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Wednesday, 13 June 2018

Stop Blaming Everyone Else!

Hannah Barnes
I recently finished reading - or rather listening to - Sarah Knight's 'You Do You'. Despite already subscribing to Knight's philosophy, or my version of, spending a few hours having my life choices affirmed by a published author was a great way to go.

If you're yet to come across Sarah Knight; the self styled anti-guru, and you're a fan of this blog, then go grab yourself a copy of her first tome 'The Life Changing Magic of Not Giving a Fuck'. It's pretty epic stuff.

I've had a lot going on in my life recently; a new business, a new charity, vastly improved mental health and a fully booked diary. Seriously, my next free weekend is sometime in October, so I'd book in early if I were you.

Often, the busier we are, the less likely we are to schedule time in for things we actually want to do. Rather, we fill up our diaries with all the things we need to do. Or, to put it more blunted: all the things we feel obligated to do.

So where do these obligations come from? 


I've listened to at least 3 friends, over last fortnight, bemoan their bad luck in being invited to a party or social event. All 3 made it extremely clear - to me at least - that they did not, under any circumstances, want to attend the annual family reunion or waste a single second of their life at anyone's baby shower. Much less, be dragged around a sweaty zoo on their only day off work, or join a book club with Tina. I mean, really Tina, have you never heard of the internet?

Not that I'm judging Tina. Nope, not one bit. I'm judging my lousy, lacking in back bone bunch of friends. Who, instead of responding to their respective invitations with a polite 'no thanks' - or taking Sarah Knight's advice of sending a great gift to soften the blow - they said 'yes' and then preceded to resent the various people whose hard work and effort went into putting together an amazing egg & sperm race or bagging the bowling club for this years family fun.

When you put it like that, it's a pretty shitty way to behave. Much better, to simply decline - gift or no - and carry on with your life. You won't be eaten up by misdirected anger towards Tina and she might even discover Good Reads. Win, win.

Easier said than done? Not really. People care far less about whether or not you attend than you think. Trust me, you're just not that important when they're busy planning the most productive zoo route or stringing up bunting. Just think about it, would you rather someone silently seethed at you for having the audacity to invite them to your birthday brunch or that they simply RSVP'd 'no' and gave you one last place setting to worry over?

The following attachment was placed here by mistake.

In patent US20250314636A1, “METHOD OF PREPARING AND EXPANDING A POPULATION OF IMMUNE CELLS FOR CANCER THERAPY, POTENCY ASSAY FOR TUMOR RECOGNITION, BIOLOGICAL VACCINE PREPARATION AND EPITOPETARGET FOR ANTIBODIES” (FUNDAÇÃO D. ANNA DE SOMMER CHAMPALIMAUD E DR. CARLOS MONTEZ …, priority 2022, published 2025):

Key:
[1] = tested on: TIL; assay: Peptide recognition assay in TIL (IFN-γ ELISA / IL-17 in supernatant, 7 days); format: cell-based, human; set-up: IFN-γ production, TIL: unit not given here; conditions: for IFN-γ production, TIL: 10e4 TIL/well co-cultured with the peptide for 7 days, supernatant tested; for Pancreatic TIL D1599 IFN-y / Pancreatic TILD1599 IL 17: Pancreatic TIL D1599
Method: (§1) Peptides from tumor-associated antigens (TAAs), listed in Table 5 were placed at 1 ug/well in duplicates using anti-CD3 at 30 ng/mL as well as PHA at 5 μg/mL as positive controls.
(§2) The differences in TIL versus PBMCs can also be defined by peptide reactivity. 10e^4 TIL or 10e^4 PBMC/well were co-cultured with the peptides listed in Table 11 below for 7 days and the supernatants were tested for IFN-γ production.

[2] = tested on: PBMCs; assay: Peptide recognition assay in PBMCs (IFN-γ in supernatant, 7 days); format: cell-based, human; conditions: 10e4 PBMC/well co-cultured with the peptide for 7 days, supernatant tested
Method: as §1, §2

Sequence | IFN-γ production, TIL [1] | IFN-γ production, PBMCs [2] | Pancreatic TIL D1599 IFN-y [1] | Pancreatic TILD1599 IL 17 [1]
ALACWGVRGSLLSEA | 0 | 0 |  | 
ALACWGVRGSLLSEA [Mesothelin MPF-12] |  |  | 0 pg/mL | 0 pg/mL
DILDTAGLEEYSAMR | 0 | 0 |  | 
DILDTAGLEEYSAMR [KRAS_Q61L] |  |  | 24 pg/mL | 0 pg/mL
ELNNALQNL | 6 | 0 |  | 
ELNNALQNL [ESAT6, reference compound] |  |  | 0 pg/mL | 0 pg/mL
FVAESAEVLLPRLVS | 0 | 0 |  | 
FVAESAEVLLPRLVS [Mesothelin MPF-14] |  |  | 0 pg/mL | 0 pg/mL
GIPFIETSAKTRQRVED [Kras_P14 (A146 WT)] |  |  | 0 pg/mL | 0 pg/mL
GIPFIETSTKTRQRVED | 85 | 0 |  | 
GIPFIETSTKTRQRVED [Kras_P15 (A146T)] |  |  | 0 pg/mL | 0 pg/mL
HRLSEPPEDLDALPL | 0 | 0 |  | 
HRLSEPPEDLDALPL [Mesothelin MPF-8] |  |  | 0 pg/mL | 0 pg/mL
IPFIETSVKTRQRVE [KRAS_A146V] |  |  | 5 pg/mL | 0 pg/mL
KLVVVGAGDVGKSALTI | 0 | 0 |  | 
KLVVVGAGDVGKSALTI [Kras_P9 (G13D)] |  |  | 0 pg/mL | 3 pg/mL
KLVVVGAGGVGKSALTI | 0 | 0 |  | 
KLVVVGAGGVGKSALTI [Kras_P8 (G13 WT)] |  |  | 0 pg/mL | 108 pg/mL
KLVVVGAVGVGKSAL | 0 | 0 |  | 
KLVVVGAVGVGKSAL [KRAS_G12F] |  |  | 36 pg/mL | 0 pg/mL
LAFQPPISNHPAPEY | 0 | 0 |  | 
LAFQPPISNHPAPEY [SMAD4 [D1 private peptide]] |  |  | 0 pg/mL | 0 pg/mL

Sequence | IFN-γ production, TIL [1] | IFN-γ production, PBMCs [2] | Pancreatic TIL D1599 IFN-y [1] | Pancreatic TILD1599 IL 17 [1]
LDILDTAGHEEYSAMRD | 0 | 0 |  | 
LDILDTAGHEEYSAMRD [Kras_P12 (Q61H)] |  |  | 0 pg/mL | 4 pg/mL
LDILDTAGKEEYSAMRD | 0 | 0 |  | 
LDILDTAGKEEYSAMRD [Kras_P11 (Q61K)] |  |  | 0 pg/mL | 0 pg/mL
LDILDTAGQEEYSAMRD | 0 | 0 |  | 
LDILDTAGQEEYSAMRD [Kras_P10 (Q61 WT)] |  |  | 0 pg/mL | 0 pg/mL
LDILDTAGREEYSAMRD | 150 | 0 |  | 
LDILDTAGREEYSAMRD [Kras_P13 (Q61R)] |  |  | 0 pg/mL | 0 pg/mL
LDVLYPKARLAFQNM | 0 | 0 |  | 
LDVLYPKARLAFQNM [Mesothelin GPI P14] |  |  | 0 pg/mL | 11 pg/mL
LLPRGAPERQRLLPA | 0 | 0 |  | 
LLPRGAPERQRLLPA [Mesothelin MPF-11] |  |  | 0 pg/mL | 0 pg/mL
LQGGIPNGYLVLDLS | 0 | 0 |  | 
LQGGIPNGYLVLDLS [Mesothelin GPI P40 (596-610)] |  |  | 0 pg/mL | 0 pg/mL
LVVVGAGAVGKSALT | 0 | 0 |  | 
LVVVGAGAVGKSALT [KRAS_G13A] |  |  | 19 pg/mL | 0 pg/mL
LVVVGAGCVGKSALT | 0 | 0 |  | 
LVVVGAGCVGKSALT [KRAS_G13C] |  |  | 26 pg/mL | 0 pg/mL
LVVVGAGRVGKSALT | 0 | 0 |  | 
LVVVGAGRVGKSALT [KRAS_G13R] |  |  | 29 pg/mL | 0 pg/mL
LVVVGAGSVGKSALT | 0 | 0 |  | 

I don't host birthday brunches - unless you can call me eating peanut butter from the jar in my pants at 11AM, brunch - but if I did, I know which option I'd choose.

So in summary, stop blaming everyone else for your lack of back bone. Grow a pair or tits and just say 'no thank you' in the first place. The only person to blame otherwise, is you. I can't sweeten that up any, it's just a fact. If you agree to do something you don't want to do, it is no one's fault but your own when you eventually have to do that thing.

Call it self care, call it not giving a fuck, call it what you want to. To me, it's just good sense. No one deserves to have my anger directed at them for what they perceive to be a kind offer and the only person that anger sets off kilter is me. So, why bother? Tell them no from the off and eat peanut butter in your pants instead! Then go buy Sarah Knight's book, for even more reasons to spend time in your pants...if that's your thing.

Hannah Barnes / Author & Editor

I’m a 25-year-old freelance writer, I studied English Literature in London and have an incessant love for all things fictional, I currently live in Manchester with my partner; Nathan, and our growing menagerie of household pets.

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